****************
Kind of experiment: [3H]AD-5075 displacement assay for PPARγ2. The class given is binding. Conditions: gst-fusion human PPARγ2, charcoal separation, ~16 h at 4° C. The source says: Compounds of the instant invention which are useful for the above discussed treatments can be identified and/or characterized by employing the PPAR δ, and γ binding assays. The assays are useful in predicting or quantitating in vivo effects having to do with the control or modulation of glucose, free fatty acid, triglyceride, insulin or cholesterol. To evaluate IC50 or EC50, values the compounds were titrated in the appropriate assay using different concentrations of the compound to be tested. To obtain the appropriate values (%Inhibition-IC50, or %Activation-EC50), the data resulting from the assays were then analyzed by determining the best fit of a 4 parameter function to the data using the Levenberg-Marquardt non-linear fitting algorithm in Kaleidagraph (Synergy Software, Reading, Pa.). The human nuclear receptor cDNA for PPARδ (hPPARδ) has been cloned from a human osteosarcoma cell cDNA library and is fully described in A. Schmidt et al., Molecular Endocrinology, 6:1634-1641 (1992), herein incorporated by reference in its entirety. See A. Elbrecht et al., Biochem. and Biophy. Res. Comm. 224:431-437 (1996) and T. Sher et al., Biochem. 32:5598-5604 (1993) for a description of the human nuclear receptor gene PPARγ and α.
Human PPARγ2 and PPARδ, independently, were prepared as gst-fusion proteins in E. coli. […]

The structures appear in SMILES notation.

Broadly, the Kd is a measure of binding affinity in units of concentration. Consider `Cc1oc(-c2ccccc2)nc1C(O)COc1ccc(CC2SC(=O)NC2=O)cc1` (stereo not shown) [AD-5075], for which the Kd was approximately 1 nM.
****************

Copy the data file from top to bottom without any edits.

Kind of experiment: [3H]AD-5075 displacement assay for PPARγ2. The class given is binding. Conditions: gst-fusion human PPARγ2, charcoal separation, ~16 h at 4° C. The source says: Compounds of the instant invention which are useful for the above discussed treatments can be identified and/or characterized by employing the PPAR δ, and γ binding assays. The assays are useful in predicting or quantitating in vivo effects having to do with the control or modulation of glucose, free fatty acid, triglyceride, insulin or cholesterol. To evaluate IC50 or EC50, values the compounds were titrated in the appropriate assay using different concentrations of the compound to be tested. To obtain the appropriate values (%Inhibition-IC50, or %Activation-EC50), the data resulting from the assays were then analyzed by determining the best fit of a 4 parameter function to the data using the Levenberg-Marquardt non-linear fitting algorithm in Kaleidagraph (Synergy Software, Reading, Pa.). The human nuclear receptor cDNA for PPARδ (hPPARδ) has been cloned from a human osteosarcoma cell cDNA library and is fully described in A. Schmidt et al., Molecular Endocrinology, 6:1634-1641 (1992), herein incorporated by reference in its entirety. See A. Elbrecht et al., Biochem. and Biophy. Res. Comm. 224:431-437 (1996) and T. Sher et al., Biochem. 32:5598-5604 (1993) for a description of the human nuclear receptor gene PPARγ and α.
Human PPARγ2 and PPARδ, independently, were prepared as gst-fusion proteins in E. coli. […]

The structures appear in SMILES notation.

Broadly, the Kd is a measure of binding affinity in units of concentration. Consider `Cc1oc(-c2ccccc2)nc1C(O)COc1ccc(CC2SC(=O)NC2=O)cc1` (stereo not shown) [AD-5075], for which the Kd was approximately 1 nM.